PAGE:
The Ivory Coast government on Tuesday accused the opposition of “planning” against the state after it promised to set up a rival government after bruises for the presidential election, which was won in a landslide by the incumbent, Alassane Ouattara.
The liberation plunged the West African nation deeper into a three-month-old crisis that has claimed dozens of lives, triggering EU appeals for calm and dialogue.
Hours after the 78-year-old Ouattara was declared victorious by more than 94 percent of the vote, Justice Minister Sansan Kambile accused the opposition of “acts of attack and planning against state authority.”
The public prosecutor in Abidjan has been asked to investigate, Kambile said, warning that “all options are on the table.”
Opposition leader Pascal Affi N’Guessan told reporters late Monday that opposition parties and groups had formed a “council for national transition”.
“The mission of this council will be to … create a transitional government within the next few hours,” N’Guessan said.
The goal, he said, was to “prepare the framework for a fair, transparent and inclusive presidential election.”
Ouattara’s landslide in Saturday’s vote had been widely expected – two opposition leaders had called for a boycott of the vote and a civil disobedience campaign.
But the protests and bloody clashes have also evoked traumatic memories of a crisis a decade ago that tore the earth apart and showed lasting economic damage.
About 3,000 people died after then-President Laurent Gbagbo refused to accept the defeat of Ouattara.
N’Guessan said late Monday that the “transitional council” would be led by opposition veteran Henri Konan Bedie, 86, a former president and longtime opponent of Ouattara.
“Keeping Mr Ouattara as head of state could lead to civil war,” he warned.
In Abidjan, the economic capital, security forces blocked roads close to Bedie’s villa, AFP reporters said.
They fired tear gas to disperse small groups of supporters and journalists outside, preventing the staging of a press conference called to follow up on Monday night’s announcement.
In Daoukro, an opposition castle 235 kilometers north of Abidjan, anti-Ouattara protesters manned barricades.
“These results are a farce,” said one who gave his name as Firmin. “We will continue with civil disobedience until Ouattara resigns.”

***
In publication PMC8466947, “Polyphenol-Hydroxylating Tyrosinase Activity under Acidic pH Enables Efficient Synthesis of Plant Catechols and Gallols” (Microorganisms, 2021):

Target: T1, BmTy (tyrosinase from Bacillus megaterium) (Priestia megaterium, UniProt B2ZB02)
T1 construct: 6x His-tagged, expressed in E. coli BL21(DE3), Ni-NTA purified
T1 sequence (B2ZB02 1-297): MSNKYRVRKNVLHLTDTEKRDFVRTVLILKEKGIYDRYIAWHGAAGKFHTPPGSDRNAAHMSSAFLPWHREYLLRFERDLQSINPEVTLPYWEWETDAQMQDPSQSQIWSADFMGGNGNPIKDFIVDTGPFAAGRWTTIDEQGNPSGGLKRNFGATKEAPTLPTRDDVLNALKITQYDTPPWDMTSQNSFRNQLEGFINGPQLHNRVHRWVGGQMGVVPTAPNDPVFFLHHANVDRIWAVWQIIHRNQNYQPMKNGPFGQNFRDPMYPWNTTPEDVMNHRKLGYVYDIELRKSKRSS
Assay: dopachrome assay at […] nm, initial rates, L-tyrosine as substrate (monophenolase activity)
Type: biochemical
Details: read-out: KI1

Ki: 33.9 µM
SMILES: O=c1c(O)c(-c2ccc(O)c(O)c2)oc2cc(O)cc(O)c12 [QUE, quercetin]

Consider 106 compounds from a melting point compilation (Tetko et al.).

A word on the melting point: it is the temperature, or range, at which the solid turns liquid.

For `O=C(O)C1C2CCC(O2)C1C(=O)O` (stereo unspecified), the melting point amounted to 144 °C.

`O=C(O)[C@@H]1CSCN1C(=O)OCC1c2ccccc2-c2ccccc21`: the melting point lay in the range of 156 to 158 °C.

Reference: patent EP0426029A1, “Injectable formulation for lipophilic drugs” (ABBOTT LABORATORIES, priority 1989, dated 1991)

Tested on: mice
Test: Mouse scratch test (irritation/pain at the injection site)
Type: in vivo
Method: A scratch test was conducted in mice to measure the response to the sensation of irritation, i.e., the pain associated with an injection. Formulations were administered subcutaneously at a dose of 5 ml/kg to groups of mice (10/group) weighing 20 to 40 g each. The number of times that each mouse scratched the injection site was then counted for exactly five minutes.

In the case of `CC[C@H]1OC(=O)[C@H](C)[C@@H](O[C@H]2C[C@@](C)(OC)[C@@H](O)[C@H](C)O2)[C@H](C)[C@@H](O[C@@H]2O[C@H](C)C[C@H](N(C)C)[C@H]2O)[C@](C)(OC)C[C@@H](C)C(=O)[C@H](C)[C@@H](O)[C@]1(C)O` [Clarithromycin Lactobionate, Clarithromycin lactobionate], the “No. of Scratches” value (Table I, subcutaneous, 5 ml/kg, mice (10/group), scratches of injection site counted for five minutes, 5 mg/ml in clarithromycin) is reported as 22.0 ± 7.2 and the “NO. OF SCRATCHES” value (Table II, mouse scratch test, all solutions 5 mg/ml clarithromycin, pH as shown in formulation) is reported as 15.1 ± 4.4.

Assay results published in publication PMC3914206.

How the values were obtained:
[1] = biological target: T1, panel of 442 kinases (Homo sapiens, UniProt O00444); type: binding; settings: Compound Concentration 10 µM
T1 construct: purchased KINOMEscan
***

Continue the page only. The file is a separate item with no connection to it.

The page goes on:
In contrast, Ouattara supporters sang his praises, saying he had strived to end instability in the world’s leading cocoa producer and revive its battered economy.
“He has worked hard for the country. He must continue, not only for us but for our children,” said Hamed Dioma, a scrap metal worker in a run-down district in Abidjan.
“We have to party.”
Anger triggered by Ouattara’s search for a third term has revived memories of past feuds that were mostly reconciled after a civil war in 2002 split the country in two.
Thirty people died in clashes before Saturday’s vote, often between local ethnic groups allied with the opposition and the Dioula community, which was seen as close to Ouattara, even a Muslim from the north. At least nine more have died since then.
In Geneva, the UN refugee agency said more than 3,200 people had fled to neighboring Liberia, Ghana and Togo for fear of violence.
The crisis is yet another test for a region where Guinea is embroiled in a post-election dispute, Nigeria is emerging from widespread unrest and Mali has faced a coup.
The European Union quickly called for calm after the announcement of the election results.
EU diplomat Josep Borrell issued a statement expressing “deep concern at the tensions, provocations and incitement to hatred” and called for violence to be “independently investigated”.
“The EU expects all stakeholders to take the lead in facilitating the climate and resuming dialogue … and promoting reconciliation,” he said.
A mission from the U.S. Watchdog Carter Center said “the overall context and process did not allow for a truly competitive choice,” but an African Union observer team said the vote was “generally satisfactory.”
Ouattara had said after his second term that he planned to make room for a new generation.
But the sudden death of his chosen successor in July made him seek a third term.
He says a constitutional court ruling approved his move so he could reset the country’s two-pronged presidential border.
When the Ivory Coast emerged from the civil war after 2002, the country was divided into two, the north was held by rebels and the south by forces of then-President Gbagbo.
Ouattara won a long-awaited election in 2010, although Gbagbo refused to accept defeat and Abidjan became a battleground.
French forces eventually intervened to help Ouattara loyalists remove the former president.